The presidency of the Council of the European Union passes to a new Member State every 6 months; the Slovenian presidency is currently winding down, with celebrations held in Schuman Square in Brussels at the start of December. The French are due to helm the Council for the first half of 2022, and they set out their plans at a meeting of the Council of Ministers in early November.
This is the first time that France is taking up the presidency since the Lisbon Treaty came into force, but will be the thirteenth French presidency overall. Prior to this statement, the French had already signalled that they had a long list of things to achieve in their 6-month term, including: regulation of digital tech giants; the green deal; advancing the directive on minimum wage in Europe; and the promotion of multilingualism.
In the case of promoting multilingualism and reducing the importance of English as the de facto lingua franca, the French Secretary of State for Tourism, French abroad and Francophone countries mentioned that this would be a priority in March 2021. It will be interesting to see how much they can achieve in this regard in their 6 months of presidency.
Trade is a particularly important area, both for Macron at home, and for the EU at large. Macron has been instrumental in pushing an offensive EU trade policy by developing a level playing field at the EU level. In line with this anti-free trade policy, France have announced that their first priority in trade is to make a deal on a carbon border levy, which would impose penalties on goods imported into the EU from third countries that have lower ecological standards. In terms of farming, the French are also planning to propose restricting food imported from third countries with lower standards concerning labour, chemicals and the environment.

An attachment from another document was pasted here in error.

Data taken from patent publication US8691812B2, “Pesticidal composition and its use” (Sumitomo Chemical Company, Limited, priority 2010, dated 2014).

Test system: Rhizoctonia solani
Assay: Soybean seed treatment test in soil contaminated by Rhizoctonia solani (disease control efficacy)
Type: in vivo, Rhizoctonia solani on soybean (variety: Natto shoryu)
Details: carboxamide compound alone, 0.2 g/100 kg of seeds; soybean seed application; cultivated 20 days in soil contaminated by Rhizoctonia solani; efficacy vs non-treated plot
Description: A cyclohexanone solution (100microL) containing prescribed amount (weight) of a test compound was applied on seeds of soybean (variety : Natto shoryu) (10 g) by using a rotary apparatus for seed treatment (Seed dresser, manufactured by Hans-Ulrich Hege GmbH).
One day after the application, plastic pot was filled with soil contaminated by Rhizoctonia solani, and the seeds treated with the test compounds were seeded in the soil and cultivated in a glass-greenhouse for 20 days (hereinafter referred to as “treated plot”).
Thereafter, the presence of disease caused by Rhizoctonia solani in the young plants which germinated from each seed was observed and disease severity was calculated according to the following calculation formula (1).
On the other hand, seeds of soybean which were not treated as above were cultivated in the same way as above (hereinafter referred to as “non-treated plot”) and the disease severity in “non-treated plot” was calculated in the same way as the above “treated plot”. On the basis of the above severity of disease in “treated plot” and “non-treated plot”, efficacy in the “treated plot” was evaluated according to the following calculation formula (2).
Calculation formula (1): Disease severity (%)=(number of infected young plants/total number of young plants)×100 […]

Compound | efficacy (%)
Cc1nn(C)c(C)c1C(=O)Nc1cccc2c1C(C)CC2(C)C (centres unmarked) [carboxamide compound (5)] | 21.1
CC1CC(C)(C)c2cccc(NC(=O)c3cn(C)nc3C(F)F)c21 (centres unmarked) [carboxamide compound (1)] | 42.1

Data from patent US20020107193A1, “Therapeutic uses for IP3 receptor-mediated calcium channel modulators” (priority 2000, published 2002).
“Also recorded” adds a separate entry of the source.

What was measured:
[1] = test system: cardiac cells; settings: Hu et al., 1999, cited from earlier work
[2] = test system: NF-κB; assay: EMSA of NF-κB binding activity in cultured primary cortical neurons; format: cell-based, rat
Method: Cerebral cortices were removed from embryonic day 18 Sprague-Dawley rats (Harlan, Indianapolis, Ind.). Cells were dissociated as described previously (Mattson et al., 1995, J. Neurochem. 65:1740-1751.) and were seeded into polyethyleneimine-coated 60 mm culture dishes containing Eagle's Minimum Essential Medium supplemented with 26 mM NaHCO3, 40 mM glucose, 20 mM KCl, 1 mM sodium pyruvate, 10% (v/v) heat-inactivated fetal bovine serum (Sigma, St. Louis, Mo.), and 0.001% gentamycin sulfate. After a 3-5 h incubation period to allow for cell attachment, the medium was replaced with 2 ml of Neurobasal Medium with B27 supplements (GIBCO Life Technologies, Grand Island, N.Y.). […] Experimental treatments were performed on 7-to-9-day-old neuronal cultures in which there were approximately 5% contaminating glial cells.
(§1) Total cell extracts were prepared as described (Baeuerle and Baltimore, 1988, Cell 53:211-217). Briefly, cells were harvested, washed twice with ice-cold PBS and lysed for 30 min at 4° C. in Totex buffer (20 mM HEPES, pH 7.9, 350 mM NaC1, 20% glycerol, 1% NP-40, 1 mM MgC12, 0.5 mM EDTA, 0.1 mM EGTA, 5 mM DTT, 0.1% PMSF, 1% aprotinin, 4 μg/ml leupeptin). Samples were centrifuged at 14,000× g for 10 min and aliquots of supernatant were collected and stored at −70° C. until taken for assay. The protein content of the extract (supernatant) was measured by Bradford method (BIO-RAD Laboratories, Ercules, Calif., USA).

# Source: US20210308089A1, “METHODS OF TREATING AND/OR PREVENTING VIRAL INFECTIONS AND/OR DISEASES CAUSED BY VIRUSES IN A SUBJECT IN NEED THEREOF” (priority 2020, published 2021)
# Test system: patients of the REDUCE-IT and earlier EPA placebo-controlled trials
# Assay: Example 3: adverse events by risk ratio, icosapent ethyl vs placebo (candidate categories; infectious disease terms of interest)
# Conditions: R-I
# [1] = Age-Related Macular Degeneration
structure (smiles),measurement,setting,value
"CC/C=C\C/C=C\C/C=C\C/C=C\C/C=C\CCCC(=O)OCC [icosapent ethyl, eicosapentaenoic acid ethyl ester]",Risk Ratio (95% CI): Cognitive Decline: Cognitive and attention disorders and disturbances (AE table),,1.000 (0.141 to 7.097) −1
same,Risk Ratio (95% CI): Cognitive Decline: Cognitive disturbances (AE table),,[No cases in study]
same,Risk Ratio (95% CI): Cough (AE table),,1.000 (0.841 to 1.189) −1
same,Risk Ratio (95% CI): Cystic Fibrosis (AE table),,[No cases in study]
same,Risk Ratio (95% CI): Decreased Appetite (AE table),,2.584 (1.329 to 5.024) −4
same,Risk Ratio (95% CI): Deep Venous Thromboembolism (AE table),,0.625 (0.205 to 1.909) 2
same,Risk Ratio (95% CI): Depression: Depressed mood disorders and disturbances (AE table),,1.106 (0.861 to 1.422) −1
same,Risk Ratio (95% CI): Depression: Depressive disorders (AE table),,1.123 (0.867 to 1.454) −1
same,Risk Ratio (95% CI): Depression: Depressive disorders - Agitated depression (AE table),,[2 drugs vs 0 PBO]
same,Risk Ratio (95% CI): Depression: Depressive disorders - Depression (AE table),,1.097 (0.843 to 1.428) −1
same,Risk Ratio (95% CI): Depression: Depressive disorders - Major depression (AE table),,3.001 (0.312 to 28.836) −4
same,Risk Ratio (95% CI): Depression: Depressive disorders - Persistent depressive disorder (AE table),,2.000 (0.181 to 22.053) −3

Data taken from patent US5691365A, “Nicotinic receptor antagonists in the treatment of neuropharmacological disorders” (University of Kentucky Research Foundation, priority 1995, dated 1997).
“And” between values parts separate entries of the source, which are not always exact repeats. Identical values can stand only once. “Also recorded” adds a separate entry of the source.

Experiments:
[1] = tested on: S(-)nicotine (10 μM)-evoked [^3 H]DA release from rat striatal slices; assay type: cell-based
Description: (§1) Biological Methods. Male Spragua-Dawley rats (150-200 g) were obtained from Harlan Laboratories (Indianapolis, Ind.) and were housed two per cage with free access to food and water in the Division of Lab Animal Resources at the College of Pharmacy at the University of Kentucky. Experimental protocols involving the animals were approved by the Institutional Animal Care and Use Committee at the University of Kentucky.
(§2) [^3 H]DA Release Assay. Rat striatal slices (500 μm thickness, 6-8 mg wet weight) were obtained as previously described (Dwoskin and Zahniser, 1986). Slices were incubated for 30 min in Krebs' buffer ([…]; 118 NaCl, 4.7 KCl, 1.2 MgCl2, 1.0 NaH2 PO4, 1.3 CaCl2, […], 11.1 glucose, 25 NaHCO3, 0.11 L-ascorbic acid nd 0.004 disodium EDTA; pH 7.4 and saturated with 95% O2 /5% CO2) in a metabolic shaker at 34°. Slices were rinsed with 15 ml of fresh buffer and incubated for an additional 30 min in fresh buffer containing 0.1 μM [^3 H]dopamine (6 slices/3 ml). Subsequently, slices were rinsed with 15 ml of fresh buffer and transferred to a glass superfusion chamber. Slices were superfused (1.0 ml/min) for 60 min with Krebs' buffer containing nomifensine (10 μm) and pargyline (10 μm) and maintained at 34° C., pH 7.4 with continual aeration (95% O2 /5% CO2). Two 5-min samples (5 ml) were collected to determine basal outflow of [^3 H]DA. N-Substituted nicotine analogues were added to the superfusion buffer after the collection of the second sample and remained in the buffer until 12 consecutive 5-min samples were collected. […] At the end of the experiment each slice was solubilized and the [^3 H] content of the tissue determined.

One complication for the French at this point is that there are elections in France for President Macron’s job in the middle of their EU Council presidency, so the emphasis on certain EU policy priorities could change halfway through if the French government changes significantly.
Some EU countries that follow more of a free-trade policy have already complained that there is unlikely to be any progress made in trade deals with Chile and New Zealand under the French presidency due to the impact this could have on Macron’s chances of re-election. France’s Europe Minister Clement Beaune denied that this was the case. An official from the trade minister’s cabinet in France remarked that the newly re-oriented EU trade policy is in line with French ideas. He also argued that the French approach is generally a more sustainable policy.
French officials have also argued that slowing down the conclusion of trade deals before the French elections take place is, however, also in the EU’s interest, as the goals and priorities of the French presidency could change completely if Macron is not re-elected.
Health is obviously a very topical issue at the moment; incoming French officials have announced that they will organise multiple conferences on various aspects of health care, for example a conference on the resilience of health systems, the organisation of health systems and the way healthcare is provided to citizens on 18 January 2022. They are also planning an event in Lyon on 11 February 2022 with the French Ministry of Foreign Affairs in order to have a common reflection on the way to strengthen and improve global health. French officials have suggested that these conferences will be a good way to get an open debate and exchange best practices in these areas, as the topics won’t be covered in legislative files during the 6-month presidency.
As things stand, it is important to note that the French presidency only lasts for 6 months, and they have already laid out a number of complicated goals for that time. The time limit itself could call into question the durability of any long-term changes, never mind the potential upending of the entire presidency priorities in the event that a new French President is elected to replace Macron. Time will tell how much the French are able to achieve.